The writing thing though.  Without it, I get a little twitchy.  Maybe not DFW or Hemingway not being able to write twitchy, but twitchy.  I admit an ignorance of the horror stories of female writers dealing with a downturn in the muse pulling strings, but I can imagine it's a mover and a shaker in Ms. Woolf's decisive day at the waterfront.  

Novel ideas are DOA.  What passes I make towards poetry evict Bill the Cat style hurling from the reader-portion of the writer in my head.  I'm all tapped out in the essay/social commentary vein.  Right now, it's the shits all around up to the point I can't even finish a letter to grandma.

The cat thinks it's marvelous though.  The somber monkey spends less time seated at the desk, more time on the bed, staring into space, sighing.  

So long as someone wins. 


Saturday, November 4, 2017


Talk of the tech writer focused on two fronts.  Arranging a meeting with her and the fact that for her size, she sported large breasts.  The manager even held his hands up, cupping the phantom mammaries just so the others in the office caught the idea completely.   The tech writer, mercifully, was not present at the time.

When I orbited the local poetry slam scene, mostly as observer and occasionally as an open mic mumbler, I earned a permanent gnarl in my neck and shoulders, reacting to the inevitable 'beautiful woman' poem - the short piece detailing the attractiveness of a male poet's affections, usually a co-worker or some poor soul at the bus stop or the Whole Foods, going about her day, unaware of the cosmic tumult her existence inflicted on some random victim, how her winsome gait inspired spirited comparisons to creatures springing across the African plain, or perhaps, soft, slow summer rains.

That stands steady as obstacle-deluxe for the poet.  Describing meat in ways meat has never been described before.  

I still remember a woman's reaction to a double-header of male-assayed slam pieces.  The first - performed by a veritable Baby Huey of a man - alerted the audience to the fact that he was the follow-up to the midnight bootie call man.  In the second, a male duo dished a hip-hop description of tag teaming 'fat chicks.'  The female audience member finally cried out and pulled the plug on the ever-escalating in aggression piece, arguing that this wasn't clever wordsmanship.  Instead "it was all just meat."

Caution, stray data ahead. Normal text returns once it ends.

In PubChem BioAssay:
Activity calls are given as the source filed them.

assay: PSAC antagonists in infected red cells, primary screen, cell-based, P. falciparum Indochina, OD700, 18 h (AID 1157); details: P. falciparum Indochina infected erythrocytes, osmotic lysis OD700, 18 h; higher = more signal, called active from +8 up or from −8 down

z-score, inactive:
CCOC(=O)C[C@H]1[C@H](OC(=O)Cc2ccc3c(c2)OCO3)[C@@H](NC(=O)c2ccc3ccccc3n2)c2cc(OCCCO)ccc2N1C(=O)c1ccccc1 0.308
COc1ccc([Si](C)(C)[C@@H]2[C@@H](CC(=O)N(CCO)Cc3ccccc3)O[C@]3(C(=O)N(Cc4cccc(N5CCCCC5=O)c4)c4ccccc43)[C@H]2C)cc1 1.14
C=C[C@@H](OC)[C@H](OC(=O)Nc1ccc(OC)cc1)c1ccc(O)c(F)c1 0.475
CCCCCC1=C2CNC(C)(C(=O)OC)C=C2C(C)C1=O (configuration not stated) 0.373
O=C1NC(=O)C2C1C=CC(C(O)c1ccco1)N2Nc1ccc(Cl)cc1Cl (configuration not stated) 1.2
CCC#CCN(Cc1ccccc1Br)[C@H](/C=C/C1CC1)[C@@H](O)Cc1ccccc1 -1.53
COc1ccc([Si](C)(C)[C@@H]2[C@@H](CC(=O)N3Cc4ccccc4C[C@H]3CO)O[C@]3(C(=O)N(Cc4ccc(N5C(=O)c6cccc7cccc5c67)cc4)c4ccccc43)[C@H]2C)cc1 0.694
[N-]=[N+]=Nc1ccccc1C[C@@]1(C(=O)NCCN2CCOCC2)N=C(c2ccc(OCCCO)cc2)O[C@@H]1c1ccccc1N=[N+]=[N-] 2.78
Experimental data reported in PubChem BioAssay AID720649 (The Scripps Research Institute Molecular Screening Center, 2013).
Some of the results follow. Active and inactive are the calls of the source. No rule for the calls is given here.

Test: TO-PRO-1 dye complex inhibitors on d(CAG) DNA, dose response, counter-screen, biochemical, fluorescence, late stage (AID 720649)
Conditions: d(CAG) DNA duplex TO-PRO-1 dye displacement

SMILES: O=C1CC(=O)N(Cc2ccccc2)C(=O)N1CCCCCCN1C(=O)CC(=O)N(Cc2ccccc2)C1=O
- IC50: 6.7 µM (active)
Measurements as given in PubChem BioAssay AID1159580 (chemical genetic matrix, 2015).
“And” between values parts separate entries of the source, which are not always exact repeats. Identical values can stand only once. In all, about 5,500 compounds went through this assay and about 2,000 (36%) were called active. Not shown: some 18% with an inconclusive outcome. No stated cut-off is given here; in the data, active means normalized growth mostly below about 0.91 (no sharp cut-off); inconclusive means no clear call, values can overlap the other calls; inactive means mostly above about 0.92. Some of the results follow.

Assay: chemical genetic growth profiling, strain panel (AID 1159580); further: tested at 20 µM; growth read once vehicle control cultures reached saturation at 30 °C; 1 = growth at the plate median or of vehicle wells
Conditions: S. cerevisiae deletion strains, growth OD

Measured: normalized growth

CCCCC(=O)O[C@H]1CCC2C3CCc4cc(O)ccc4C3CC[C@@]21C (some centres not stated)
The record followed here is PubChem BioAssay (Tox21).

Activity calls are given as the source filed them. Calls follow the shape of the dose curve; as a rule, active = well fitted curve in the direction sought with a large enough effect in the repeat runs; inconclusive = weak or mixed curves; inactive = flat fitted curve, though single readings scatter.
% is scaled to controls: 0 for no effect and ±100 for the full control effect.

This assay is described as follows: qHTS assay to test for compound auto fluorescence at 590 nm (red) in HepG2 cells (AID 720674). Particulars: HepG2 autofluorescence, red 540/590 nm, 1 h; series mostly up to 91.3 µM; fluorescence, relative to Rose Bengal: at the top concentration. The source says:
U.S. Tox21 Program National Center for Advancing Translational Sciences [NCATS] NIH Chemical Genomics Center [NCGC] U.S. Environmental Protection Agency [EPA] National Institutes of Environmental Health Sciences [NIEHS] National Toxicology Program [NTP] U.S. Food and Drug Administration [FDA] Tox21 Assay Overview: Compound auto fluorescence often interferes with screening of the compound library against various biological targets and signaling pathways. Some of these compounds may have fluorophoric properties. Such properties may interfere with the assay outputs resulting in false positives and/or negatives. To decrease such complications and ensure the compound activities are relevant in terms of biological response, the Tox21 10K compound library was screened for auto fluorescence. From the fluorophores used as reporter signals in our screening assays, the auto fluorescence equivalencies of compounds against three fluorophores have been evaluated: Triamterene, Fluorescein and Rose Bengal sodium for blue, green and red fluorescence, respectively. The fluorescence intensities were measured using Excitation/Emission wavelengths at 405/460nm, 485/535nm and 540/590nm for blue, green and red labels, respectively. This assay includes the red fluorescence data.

Objectification is a handy dandy tool.  The Incredible Hulk is a busy guy.  He doesn't have time to spout at length about specific feats.  "Hulk is strongest there is!" encapsulates the general thrust of complex force-versus-mass calculations Bruce Banner could rattle off to colleagues without breaking a sweat.  

Can you penalize a budding Rod McKuen for celebrating the fortunate arrangement of particulate matter by cramming insights into a minimum of saliva-flecked stanzas?  The human eye and ear can only take so much.  We're all semi-familiar with the realm of perfect forms.  We get it fairly quickly when yet another model fresh from that particular production line stands at issue.

While working part-time in college, a full-time male colleague asked if I'd noticed that one of my female co-workers sported 'blowjob lips.'  As far as I know, this winning physical feature was never brought to the young woman's attention.  

More recently, a co-worker at the bookstore described a former female co-worker as 'inappropriate shirt girl,' a determined-to-be-tactful term that in its very propagation negates tact.  The woman in question was big busted.  The possession of flesh in such generous quantities is often not the owner's fault.  The male co-worker making the remark could easily be deemed 'inappropriate shirt guy,' since he had 'pulled the ripcord' so to speak, and was inflating daily.  His propensity for a size too small button down shirts only emphasized enshrinement in the same spilled tar.

No one should trust men who state for the record that all they care about are eyes or a pretty smile.  That kind of white-washed line only serves as a front for seething, pulsating animal aggression.  Yet, when I think of my wife, more often than not, I picture her smiling face.  This might have something to do with the fact that on exit or entrance to the residence, I often end up glancing at the headshot on her work ID.